Minimal, compact, cute and clever: Olli may well be the first of its kind, but with its smart and sustainable design, production and use, many more are sure to follow. To learn more head to their website, and take a look at the video below:

The future looks bright for e-mobility. Want to find out which countries are leading the way, how electric vehicles are now holding their own against the rest of the market, and what innovative startups are doing to keep e-mobility moving forward? You can find all the articles here: RESET Special E-Mobility.

E-Mobility: Where Is It Taking Us?

Climate change, particulate pollution, C02 emissions: If we're to make a switch from fossil fuels to clean energy, the transport sector needs to find new concepts, alternative energy sources, and innovative solutions. Not just because our stocks of fossil fuels are dwindling, but most importantly because burning them emits huge amounts of greenhouse gases.

Sharing Is Caring: The Rise of Electric Scooters

First came bike sharing schemes, then electric car sharing systems started gaining in popularity. Now several large cities around the world are rolling out electric scooter sharing services. Will this be the new vehicle of choice for urban dwellers?

Good Charging Infrastructure Could Put an End to Range Anxiety

Why has it taken so long for electric mobility to catch on? The main suspect: range anxiety, the fear of getting stranded with a flat battery. But with sufficient charging infrastructure and a rethink of the way we refuel, we could easily make it a thing of the past. There are enough good solutions available - we just have to put them into practice.

Join the E-Mobility Revolution

Using greener and more sustainable transport options is crucial if we're to meet climate targets and reduce air pollution in cities around the world. Fume-free, more sustainable and developing rapidly, electric vehicles could offer an effective alternative to traditional gas guzzlers.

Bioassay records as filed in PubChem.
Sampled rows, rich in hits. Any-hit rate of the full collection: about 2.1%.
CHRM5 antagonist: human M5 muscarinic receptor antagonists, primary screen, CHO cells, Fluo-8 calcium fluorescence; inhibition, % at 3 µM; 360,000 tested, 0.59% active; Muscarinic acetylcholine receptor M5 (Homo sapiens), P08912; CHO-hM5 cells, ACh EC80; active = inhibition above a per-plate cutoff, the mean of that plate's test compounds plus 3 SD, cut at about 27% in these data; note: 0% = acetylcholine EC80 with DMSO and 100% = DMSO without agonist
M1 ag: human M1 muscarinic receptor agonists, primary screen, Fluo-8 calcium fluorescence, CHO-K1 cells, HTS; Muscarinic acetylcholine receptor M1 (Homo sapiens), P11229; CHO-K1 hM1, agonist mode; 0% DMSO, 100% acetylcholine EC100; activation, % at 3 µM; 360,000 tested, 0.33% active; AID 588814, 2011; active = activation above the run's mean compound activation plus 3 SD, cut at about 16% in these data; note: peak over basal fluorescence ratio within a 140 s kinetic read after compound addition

How Green Is E-Mobility? It All Depends on the Power Source and Where the Battery Ends Up

Electric vehicles are currently touted as the most eco-friendly way to get from A to B. But what's the truth behind their supposedly green credentials? We've taken a closer look at their life cycle to see how they really shape up.

Wireless Wonder: The Electric Car Of The Future Will Charge Itself

Calling itself "the future of wireless power", Blue Inductive has made a bold statement. But maybe there's something in it. The German startup, based in Freiburg, has developed a technology that allows electric cars to be charged not just quickly but completely cable-free.

Call-a-bus: the End of the Bus Stop?

German researchers are using a small town as a living lab to test a transportation system where buses come based on real-time demand.

Back to the Future with eHighway Trucks

Carbon emissions and local air pollution are set to greatly reduce through innovation in road freight transport: electrification is the way to go. Siemens has been testing out a new eHighway system to reduce transport's impact on the environment.

Air Pollution

The term “air pollution” conjures up a broad array of images – from hazy smog to acid rain and buildings stained from exhaust fumes. Equally broad are its causes and negative effects on human and environmental health. In fact, the vast majority the world’s population is adversely affected by air pollution, perhaps without even realizing it. The good news is, since most air pollution is caused by human activity, it's a problem that all of us can do something about.